By Ben Wright (@benwright), editor.

With 32 days to go before Nashville SC play their first ever match in Major League Soccer, the forward group seems to be one of the biggest question marks surrounding this team. Will Nashville SC be able to score enough goals to keep them competitive in their inaugural season?

At the time of publication, Nashville have four strikers on the roster.

Dominique Badji was acquired from FC Dallas for a total of $325,000 in allocation money (plus another $75,000 in GAM if certain performance conditions are met). Badji is a five year MLS veteran, playing with both Colorado Rapids and FC Dallas. He's been a regular starter at both clubs, but has never reached double digit goals in a single season.

Badji's 2019 xG looks pretty good, but a lot of that is due to playing on the wing for most of the season in Dallas. He's naturally more of a center forward, but was pushed wide in a Dallas system that was never a good fit for him as a player. To date, his best single-season output came in 2018, when he scored nine goals. Seven of those came in 16 matches for Colorado, before a mid-season trade sent him to Dallas, and all of his goals came while playing as a center forward.

Abu Danladi was selected by Nashville in the first round of the 2019 Expansion Draft. After being selected first overall in the 2017 MLS SuperDraft, Danladi had some success with Minnesota United, but was largely hampered by recurring injuries.

Danladi's best season in Minnesota was his first, scoring eight and assisting two in 1,388 minutes. He's capable of playing anywhere across the front line, and has elite-level speed, but the injuries are a major concern, and it wouldn't be a surprise to see his minutes managed at the start of the 2020 season.

He showed well in limited minutes in 2019, with impressive numbers across the board. If Nashville can get that level of production from him in a larger role this season, he'll look like a really high-value acquisition in the draft.

Ideally you'd be at the top right corner of this graph (that's Zlatan Ibrahimović on the far right), and neither Badji or Danladi are. Danladi is above average in assists/96, and Badji's 2019 numbers are skewed by the fact that he was often played out of position. Nashville's technical staff consistently preach valuing the undervalued, and both players were certainly acquired at a dip in value.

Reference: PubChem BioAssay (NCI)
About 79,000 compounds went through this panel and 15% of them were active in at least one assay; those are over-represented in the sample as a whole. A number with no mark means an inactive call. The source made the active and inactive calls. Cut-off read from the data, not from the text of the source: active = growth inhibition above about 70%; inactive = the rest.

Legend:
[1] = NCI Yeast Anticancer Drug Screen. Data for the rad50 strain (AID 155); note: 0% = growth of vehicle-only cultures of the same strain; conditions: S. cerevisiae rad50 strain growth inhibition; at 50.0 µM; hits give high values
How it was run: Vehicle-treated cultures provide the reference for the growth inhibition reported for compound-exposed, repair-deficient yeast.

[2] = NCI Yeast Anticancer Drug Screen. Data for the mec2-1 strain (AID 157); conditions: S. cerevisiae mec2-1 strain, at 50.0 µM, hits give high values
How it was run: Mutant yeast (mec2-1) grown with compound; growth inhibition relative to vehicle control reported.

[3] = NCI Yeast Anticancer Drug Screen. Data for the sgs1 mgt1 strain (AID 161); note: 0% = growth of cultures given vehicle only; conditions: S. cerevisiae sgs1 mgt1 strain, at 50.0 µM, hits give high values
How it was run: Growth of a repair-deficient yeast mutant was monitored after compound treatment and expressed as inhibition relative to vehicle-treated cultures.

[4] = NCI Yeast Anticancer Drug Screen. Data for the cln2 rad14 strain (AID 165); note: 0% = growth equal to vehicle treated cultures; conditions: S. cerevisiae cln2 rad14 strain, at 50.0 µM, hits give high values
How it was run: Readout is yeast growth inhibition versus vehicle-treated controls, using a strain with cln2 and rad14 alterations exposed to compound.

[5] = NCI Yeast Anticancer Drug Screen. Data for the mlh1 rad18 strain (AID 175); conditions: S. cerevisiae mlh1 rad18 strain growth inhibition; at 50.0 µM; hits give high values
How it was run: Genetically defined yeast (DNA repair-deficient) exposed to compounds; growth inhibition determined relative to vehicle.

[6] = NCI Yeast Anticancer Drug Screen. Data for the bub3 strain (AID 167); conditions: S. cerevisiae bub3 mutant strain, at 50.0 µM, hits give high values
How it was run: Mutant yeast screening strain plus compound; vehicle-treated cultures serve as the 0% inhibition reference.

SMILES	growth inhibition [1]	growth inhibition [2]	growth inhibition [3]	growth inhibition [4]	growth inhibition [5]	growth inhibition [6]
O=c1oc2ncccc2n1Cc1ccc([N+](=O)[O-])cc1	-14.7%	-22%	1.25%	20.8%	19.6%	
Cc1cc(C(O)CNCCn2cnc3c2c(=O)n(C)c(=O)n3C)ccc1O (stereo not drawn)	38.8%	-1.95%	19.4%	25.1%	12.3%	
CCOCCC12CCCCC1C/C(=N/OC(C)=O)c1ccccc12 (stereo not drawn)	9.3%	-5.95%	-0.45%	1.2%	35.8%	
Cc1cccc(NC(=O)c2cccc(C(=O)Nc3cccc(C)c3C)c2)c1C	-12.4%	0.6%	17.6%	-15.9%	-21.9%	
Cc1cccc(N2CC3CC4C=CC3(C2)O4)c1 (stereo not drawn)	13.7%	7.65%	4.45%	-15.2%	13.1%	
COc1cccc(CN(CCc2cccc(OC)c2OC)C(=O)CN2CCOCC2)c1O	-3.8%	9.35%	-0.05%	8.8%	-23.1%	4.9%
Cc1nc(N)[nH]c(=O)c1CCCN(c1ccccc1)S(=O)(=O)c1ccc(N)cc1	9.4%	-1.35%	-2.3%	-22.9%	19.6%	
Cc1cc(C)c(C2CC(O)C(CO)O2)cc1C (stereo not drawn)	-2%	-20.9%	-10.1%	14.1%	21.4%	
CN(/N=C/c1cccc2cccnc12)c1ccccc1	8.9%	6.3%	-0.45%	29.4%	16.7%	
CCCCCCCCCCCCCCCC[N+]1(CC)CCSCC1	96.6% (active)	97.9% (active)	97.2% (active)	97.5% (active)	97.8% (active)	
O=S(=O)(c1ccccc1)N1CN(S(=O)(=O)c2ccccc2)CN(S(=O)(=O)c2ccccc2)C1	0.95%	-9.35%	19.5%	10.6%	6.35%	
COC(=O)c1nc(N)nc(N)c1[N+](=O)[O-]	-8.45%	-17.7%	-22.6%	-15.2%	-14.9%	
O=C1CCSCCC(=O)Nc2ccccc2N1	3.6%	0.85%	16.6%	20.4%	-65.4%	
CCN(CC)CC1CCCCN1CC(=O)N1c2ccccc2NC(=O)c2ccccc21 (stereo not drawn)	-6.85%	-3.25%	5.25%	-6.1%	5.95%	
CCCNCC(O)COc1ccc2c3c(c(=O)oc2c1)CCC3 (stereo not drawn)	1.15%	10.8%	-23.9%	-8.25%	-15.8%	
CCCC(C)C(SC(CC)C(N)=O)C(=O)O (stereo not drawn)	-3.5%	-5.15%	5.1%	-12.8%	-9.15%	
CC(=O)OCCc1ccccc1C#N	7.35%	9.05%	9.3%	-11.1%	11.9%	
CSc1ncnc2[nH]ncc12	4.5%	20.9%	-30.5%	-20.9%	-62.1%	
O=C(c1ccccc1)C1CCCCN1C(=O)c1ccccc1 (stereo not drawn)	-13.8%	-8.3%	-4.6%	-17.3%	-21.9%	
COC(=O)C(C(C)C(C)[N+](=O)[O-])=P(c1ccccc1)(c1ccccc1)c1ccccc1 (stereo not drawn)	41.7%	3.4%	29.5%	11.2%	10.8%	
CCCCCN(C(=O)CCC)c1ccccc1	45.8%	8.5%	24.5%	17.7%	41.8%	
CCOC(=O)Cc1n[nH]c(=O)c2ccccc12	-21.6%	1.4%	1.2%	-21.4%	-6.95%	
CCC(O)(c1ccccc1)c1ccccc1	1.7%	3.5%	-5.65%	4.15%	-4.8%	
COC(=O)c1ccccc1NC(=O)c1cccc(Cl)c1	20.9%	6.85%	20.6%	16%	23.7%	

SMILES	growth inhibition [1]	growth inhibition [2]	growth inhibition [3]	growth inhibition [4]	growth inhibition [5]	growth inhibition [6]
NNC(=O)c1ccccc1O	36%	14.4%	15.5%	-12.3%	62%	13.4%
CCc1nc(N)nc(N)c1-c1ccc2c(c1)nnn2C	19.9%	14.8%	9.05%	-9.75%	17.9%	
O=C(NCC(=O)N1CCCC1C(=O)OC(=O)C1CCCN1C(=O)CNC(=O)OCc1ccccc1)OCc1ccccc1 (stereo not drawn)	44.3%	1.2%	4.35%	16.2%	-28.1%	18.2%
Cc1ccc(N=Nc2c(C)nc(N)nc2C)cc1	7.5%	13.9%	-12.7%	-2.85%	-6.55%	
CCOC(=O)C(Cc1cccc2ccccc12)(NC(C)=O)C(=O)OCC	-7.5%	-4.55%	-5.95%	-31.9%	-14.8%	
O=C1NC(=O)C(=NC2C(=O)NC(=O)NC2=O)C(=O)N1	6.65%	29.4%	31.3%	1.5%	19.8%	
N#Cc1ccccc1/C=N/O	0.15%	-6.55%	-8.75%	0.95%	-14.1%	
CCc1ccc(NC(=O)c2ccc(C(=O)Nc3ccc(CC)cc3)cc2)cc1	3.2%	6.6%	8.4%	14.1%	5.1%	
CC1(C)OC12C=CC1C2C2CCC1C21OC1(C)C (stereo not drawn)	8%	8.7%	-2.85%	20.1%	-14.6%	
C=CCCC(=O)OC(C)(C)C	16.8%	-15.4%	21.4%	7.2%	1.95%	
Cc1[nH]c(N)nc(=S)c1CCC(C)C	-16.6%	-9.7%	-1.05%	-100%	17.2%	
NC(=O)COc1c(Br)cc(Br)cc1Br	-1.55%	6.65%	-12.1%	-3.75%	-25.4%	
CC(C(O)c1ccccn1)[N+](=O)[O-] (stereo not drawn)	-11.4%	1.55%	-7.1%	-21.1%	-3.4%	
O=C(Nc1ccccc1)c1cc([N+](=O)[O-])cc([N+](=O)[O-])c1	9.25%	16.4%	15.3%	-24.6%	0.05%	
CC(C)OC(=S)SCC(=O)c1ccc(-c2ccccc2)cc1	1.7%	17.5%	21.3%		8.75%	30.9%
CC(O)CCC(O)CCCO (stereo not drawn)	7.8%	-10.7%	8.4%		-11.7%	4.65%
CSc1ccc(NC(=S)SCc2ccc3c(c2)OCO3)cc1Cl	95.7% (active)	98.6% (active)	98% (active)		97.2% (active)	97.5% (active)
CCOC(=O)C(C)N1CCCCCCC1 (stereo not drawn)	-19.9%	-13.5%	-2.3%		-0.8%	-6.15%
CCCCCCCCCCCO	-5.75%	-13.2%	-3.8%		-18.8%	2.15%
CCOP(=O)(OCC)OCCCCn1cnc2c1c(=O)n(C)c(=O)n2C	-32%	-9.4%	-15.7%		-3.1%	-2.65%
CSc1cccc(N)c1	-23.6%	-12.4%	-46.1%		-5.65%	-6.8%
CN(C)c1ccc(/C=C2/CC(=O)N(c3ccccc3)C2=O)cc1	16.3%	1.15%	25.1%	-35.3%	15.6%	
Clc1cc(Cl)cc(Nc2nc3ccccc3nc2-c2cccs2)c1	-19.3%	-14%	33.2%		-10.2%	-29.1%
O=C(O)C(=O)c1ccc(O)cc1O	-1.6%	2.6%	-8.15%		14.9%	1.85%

Daniel Ríos was purchased from Mexican powerhouse Chivas Guadalajara as a low risk, high reward option. Ríos spent the last two seasons in USL Championship, and is the first player in league history to score 20 goals in consecutive seasons. During that time, Ríos vastly outperformed his expected goals, racking up a 10.2 non-penalty G-xG in those two years.

There's a debate in the analytics community over whether or not finishing as a skill exists, and even if it does, if it's consistently relevant (here's an excellent article by Sean Steffen arguing that it's not). I'm not going to go into depth here, but I believe there's a case to be made that outperforming xG may indicate some measure of superior finishing instead of strictly luck.

Regardless, Ríos's G-xG numbers came down to earth a bit in 2019 without losing any actual production. In 2018 with North Carolina, he had an 8.17 non-penalty G-xG. In 2019, that number dropped to 2.03 while scoring just one less goal from open play.

Houston's Christian Ramirez and NYRB's Brian White are two of the most prominent examples of forwards finding success in MLS after spells in lower divisions, and Daniel Ríos scored at a better rate than either. That's not a guarantee of future success, but the upside is there. The club may not place a weight of expectations on his shoulders, but they're privately hoping he can surprise a lot of people in MLS. There's a big part of me that wouldn't be at all surprised Ríos is the starting striker on February 29.

Cameron Lancaster is the last forward on the roster, and recent reports indicate he may not be with the team at the start of the season. Despite only playing 730 minutes in 2019, he still finished fourth on the team with 5 goals. In his five seasons playing in the USL Championship, he's averaged 0.81 goals/96, an elite level of production. The highlight of his time in Louisville came in 2018, when he scored a USL record 26 goals (1.14 G/96) and lead Louisville City to a second-consecutive USL Cup.

The question with Lancaster has never been one of talent; rather, it's been one of durability.

I really believe he has the talent to succeed at the MLS level, but with limited roster spots available, the injury issues appear to be a red flag for the club.

Nashville pursued striker Aké Loba earlier in the window, ultimately losing out to Liga MX giant Monterrey. On a conference call after the MLS SuperDraft, General Manager Mike Jacobs told media that the club will evaluate their current forwards against MLS sides in preseasons before making a decision. Don't rule out a signing before the season starts, but it's just as likely they go with what they have until the summer window.

To me, the forward position is the biggest question mark going into the season. If one of the current group can claim the starting job and score double digit goals, or if Nashville goes out and brings in a double digit scorer, this team could be really good. If not, I think this team could struggle.

Thanks to our friends at American Soccer Analysis for the data. Make sure to follow them at @analysisevolved and check out their work at americansocceranalysis.com.

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